|Born: June 12, 1928|
Weehawken, New Jersey
|Died: November 17, 1989 (aged 61)|
Englewood, New Jersey
|April 24, 1951, for the Chicago Cubs|
|Last MLB appearance|
|September 28, 1952, for the Boston Braves|
Signed as an amateur free agent out of high school by the Philadelphia Phillies in 1946, Cusick was assigned to the Americus Phillies, a class D ballclub. From 1946 through 1948, he toiled in the lower levels of Philadelphia's farm system before being drafted by the St. Louis Cardinals in the 1948 minor league draft. Cusick was assigned to the AA level in both 1949 and 1950, but the Cardinals released him mid-1950 and he was signed by the New York Yankees. After he spent just a portion of one season in the Yankees' organization, the Cubs drafted Cusick from the Yankees in the 1950 Rule 5 draft, and he opened the 1951 season on a major league roster for the first time, as the Cubs' backup shortstop.
Cusick made his major league debut in the Cubs' sixth game, April 24, going 0-for-1 against Bill Werle of the Pittsburgh Pirates, but got his first major league hit in his next game, an RBI double off Kurt Krieger of St. Louis. From that point until early July, Cusick served as the team's everyday shortstop. His first major league home run came in the second game of a May 13 doubleheader against Piitsburgh, off Pirates starter Murry Dickson. The second came just five days later, a grand slam off Phillies reliever Ken Johnson. It would be his last. Cusick struggled to maintain a decent batting average and lost his starting job, though he remained with the team all season. He appeared in only 8 games after July 18, starting just once. After the season, the Cubs shipped Cusick to the Boston Braves in exchange for Bob Addis.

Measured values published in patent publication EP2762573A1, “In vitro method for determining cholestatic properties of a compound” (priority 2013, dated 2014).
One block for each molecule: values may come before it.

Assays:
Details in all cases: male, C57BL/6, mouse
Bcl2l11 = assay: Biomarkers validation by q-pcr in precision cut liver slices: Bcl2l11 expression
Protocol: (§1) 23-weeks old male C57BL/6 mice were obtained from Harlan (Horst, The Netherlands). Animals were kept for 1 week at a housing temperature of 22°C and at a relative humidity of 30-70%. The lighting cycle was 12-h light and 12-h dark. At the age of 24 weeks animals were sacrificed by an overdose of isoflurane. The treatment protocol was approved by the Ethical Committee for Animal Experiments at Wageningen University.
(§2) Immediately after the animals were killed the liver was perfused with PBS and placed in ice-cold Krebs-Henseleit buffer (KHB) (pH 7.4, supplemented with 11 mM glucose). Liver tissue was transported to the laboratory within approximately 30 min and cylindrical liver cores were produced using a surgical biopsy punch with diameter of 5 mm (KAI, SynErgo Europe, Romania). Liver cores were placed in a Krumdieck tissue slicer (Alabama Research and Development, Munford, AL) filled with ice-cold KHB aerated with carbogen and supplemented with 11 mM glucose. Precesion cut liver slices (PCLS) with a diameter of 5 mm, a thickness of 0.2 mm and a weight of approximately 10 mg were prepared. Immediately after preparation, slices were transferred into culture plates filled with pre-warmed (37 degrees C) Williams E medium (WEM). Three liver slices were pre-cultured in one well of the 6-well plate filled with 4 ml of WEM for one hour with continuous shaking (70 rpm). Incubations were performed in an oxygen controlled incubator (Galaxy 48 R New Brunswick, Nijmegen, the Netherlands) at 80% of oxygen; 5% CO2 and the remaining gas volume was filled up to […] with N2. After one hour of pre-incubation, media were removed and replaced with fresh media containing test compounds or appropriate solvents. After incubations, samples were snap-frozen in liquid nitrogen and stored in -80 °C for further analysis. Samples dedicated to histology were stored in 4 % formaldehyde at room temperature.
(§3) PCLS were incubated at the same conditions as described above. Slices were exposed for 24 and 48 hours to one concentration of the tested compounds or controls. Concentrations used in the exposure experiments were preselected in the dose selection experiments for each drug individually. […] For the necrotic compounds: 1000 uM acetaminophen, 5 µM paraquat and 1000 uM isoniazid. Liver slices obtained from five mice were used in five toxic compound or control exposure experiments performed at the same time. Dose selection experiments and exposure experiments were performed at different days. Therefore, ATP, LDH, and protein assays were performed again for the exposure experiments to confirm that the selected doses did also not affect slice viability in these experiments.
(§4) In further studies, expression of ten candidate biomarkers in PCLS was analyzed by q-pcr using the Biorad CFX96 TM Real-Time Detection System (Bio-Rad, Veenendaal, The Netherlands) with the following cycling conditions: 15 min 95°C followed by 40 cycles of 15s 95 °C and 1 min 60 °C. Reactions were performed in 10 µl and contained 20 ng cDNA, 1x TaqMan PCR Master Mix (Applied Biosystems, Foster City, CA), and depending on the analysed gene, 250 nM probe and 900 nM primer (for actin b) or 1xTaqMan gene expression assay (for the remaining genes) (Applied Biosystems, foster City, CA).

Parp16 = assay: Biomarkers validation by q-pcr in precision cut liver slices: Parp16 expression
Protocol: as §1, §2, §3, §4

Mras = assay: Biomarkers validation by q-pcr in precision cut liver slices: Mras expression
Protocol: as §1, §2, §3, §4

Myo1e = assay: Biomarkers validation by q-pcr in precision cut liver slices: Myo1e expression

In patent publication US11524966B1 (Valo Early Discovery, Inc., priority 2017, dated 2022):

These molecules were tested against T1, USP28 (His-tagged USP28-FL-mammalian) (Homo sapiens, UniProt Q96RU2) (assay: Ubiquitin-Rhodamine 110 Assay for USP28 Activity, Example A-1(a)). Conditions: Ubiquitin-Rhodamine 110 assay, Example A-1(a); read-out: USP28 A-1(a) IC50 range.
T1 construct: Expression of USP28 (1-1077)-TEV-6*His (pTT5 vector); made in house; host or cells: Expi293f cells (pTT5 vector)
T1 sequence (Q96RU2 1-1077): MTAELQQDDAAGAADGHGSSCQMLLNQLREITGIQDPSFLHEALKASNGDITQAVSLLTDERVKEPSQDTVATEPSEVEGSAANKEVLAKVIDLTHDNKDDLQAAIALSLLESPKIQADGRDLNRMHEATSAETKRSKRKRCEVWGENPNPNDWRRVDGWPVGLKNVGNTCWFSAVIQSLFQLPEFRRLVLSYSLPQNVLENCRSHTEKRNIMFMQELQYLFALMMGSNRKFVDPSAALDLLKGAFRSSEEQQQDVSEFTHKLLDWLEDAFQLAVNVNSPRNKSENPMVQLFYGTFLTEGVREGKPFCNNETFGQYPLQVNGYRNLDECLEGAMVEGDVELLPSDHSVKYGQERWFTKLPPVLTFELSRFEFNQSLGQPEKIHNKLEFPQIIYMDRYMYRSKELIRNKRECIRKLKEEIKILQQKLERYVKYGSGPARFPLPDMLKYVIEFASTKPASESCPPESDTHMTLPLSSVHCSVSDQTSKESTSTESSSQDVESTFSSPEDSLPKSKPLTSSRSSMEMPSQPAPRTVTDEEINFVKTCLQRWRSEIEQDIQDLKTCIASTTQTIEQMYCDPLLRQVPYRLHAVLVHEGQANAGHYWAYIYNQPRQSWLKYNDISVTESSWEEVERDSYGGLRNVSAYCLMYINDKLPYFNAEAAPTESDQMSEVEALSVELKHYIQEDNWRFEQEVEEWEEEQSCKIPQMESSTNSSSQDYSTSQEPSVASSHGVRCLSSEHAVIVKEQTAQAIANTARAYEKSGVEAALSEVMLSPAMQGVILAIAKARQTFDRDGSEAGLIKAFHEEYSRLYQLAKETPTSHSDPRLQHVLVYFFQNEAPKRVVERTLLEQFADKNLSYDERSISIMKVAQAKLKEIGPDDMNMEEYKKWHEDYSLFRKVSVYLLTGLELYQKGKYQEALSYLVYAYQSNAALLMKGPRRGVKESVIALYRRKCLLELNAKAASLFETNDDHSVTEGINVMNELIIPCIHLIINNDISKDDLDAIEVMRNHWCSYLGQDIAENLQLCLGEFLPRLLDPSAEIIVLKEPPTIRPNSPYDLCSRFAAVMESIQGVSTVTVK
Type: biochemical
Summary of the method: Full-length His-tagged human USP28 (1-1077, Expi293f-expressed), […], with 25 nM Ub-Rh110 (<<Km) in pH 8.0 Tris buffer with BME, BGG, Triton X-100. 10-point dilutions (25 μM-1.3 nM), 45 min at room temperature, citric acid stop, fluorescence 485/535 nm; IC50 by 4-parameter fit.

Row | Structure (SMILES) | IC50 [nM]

Boston gave Cusick a new opportunity to be a starting shortstop, as he started most of their first 26 games. Batting just .161 after their May 17 game, Cusick lost his job to Johnny Logan. Still, he stayed with the big league club, appearing in 25 more games that season, but made just seven appearances in the field, finding himself largely relegated to a pinch-hitter/pinch-runner role. Cusick's final major league hit came August 30, a single off Andy Hansen.
Cusick found himself jobless in baseball after the 1952 season and subsequently retired. He died November 17, 1989 in Englewood, New Jersey and is buried in George Washington Memorial Park (Paramus, New Jersey).